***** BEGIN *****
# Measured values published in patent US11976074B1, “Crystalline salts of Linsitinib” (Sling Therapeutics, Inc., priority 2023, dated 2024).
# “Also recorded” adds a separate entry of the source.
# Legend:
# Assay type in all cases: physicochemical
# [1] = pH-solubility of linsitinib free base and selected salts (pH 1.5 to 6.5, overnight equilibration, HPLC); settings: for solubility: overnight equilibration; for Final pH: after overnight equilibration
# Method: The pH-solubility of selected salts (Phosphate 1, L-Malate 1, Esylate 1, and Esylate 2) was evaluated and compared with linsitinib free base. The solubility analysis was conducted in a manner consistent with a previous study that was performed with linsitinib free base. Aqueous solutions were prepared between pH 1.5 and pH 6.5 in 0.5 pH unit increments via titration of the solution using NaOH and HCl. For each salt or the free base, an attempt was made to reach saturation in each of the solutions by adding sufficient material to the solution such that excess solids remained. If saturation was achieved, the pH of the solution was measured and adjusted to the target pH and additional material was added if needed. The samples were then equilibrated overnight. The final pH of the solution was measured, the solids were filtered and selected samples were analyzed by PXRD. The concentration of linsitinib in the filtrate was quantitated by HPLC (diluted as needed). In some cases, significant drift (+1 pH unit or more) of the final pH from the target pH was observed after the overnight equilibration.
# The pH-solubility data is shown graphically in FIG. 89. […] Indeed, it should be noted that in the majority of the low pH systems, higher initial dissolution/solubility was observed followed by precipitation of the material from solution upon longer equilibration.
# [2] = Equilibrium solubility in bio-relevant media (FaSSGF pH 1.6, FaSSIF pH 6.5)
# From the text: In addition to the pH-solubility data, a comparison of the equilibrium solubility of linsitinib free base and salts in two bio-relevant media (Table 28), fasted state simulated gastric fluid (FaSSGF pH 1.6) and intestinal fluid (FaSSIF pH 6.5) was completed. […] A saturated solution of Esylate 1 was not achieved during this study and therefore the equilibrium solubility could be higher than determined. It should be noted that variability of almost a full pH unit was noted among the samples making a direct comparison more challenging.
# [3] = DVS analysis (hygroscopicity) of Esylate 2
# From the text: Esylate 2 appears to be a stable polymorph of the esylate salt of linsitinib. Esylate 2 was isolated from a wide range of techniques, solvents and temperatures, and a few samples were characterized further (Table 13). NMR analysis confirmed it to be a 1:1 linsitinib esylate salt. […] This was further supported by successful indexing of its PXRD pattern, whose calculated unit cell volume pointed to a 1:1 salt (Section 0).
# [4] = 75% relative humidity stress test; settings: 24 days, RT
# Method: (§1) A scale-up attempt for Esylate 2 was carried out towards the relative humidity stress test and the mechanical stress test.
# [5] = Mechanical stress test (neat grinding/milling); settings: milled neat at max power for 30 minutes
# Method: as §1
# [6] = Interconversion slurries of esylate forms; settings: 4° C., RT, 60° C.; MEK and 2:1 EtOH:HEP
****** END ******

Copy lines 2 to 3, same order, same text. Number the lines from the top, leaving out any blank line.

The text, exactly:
# “Also recorded” adds a separate entry of the source.
# Legend: